Fynbos is Dutch for fine-leaved plants. Of the more than 8500 fynbos species, almost 6000 are indigenous. Fynbos is a unique kind of vegetation that makes up 80% of the Cape Floral Kingdom, with the majority found only in the Cape. Table Mountain alone has as many plants species as the United Kingdom – about 1500 species. This makes the Western Cape more botanically diverse than the richest rainforest in South America. Read more here
Fynbos includes: proteas, the king protea being the national flower of South Africa; ericas; restios; as well as geophytes; daisies; legumes and vygies. Buchu and rooibos are very popular as they are used for tea and restios are used for thatch. In 1735 Carl Linnaeus, the Swedish botanist, named the Protea after Protues, a mythological Greek God who had the ability to change his shape at will. Proteas are varied in form, size and habitat, just as the mythological Greek God was. Read more here
Fynbos is a UNESCO World Heritage Site and is protected as 1700 of the fynbos species are under threat of extinction by agriculture, invading plant species and human development. Fynbos will somehow adapt to climate change, but fynbos cannot handle alien trees. Trees that grow in similar environments as the fynbos overwhelm them and all the plant life dies. The alien trees’ seeds destroy the fynbos seeds ultimately eradicating it entirely.
As funny as it sounds Fynbos requires fire to survive. According to an article by The Fynbos Guy, What is Fynbos? An easy introduction: “… fynbos plants now require fire to complete their life cycle: the flames burn accumulated dead plant material to recycle nutrients back into the impoverished soil; the intense heat opens tightly-sealed seed-cones and triggers underground bulbs into growth.” Read more here Within a week new shrubs come back to life and the plant cycle takes its natural course once again.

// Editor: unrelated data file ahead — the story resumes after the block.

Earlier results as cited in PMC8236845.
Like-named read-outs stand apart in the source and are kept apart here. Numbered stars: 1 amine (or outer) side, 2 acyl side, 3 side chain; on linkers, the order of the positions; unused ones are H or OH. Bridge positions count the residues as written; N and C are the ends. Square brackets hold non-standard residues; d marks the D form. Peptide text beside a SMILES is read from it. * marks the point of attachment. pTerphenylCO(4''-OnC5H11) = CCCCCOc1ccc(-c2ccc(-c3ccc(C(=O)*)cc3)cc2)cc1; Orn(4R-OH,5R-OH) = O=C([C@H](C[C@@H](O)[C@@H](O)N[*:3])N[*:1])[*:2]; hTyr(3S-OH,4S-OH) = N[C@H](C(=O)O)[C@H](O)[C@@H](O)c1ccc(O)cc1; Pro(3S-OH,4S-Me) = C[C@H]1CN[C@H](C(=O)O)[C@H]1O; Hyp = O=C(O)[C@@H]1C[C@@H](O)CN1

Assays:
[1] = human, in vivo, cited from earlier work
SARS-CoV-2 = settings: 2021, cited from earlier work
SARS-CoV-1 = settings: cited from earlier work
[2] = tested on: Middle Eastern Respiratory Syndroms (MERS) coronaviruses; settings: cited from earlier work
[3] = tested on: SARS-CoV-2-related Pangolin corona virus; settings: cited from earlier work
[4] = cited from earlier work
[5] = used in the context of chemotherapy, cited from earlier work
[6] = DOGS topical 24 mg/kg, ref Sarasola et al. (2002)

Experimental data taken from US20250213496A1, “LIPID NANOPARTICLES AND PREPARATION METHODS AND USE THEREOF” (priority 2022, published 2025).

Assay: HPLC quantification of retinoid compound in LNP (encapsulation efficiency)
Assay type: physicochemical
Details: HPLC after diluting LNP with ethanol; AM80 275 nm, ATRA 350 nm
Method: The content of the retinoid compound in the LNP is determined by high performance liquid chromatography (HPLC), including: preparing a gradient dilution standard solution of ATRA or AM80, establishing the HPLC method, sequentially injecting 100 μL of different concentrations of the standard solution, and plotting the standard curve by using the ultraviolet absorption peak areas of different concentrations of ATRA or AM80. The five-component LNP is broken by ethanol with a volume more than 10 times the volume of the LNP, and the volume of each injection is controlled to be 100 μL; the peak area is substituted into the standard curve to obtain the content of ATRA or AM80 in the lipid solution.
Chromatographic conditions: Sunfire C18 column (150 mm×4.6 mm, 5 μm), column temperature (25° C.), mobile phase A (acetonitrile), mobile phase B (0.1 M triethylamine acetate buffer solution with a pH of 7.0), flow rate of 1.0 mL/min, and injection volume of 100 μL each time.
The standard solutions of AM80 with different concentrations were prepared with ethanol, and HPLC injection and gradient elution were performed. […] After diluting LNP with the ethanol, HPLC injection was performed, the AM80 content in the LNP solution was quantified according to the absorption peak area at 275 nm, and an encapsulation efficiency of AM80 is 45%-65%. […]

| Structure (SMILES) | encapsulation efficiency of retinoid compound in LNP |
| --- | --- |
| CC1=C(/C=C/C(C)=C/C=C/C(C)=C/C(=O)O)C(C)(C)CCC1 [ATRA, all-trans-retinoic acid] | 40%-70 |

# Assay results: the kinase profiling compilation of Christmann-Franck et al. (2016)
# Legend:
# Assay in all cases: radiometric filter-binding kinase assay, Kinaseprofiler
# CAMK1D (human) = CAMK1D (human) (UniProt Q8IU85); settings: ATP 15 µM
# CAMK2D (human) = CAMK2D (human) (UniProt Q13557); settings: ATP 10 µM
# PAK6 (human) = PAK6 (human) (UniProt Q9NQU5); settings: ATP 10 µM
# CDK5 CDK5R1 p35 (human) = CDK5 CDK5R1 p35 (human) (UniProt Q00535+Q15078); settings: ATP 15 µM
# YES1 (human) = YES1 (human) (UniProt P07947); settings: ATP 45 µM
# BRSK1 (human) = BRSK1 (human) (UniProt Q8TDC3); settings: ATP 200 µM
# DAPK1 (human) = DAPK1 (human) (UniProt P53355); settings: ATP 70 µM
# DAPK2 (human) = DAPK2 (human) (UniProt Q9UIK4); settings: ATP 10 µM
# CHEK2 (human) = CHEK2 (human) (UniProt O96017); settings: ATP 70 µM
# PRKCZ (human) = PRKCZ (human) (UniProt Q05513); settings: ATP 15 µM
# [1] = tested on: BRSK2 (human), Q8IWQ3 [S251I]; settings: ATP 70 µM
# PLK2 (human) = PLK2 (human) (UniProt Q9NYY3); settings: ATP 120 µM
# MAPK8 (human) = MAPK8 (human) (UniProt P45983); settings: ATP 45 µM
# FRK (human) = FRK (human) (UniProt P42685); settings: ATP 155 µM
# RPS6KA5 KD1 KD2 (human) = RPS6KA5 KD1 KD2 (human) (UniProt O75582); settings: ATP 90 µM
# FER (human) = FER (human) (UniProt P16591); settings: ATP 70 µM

Conserving fynbos is important. It promises the biodiversity of these mountains and provides us with a healthy and accessible natural environment. This huge array of plants also help with jobs and educational opportunities. Read more here
Fynbos helps to preserve water and allows for almost 80% of rainwater to run off the mountain and fill rivers and reservoirs. This really helped when the Western Cape was suffering from the terrible drought.
Fynbos appears unimpressive from a distance. It is treeless, scrubby and not particularly attractive. It just looks like plain old bush. But once you look closer, fynbos showcases a spellbinding show of plants bursting with flowers every month of the year.
If you find yourself in the Cape region, then be sure to visit Kirstenbosch botanical garden that hosts a wide range of the fynbos species or take a hike on Table Mountain.
Tell us: What did you find most interesting about Fynbos?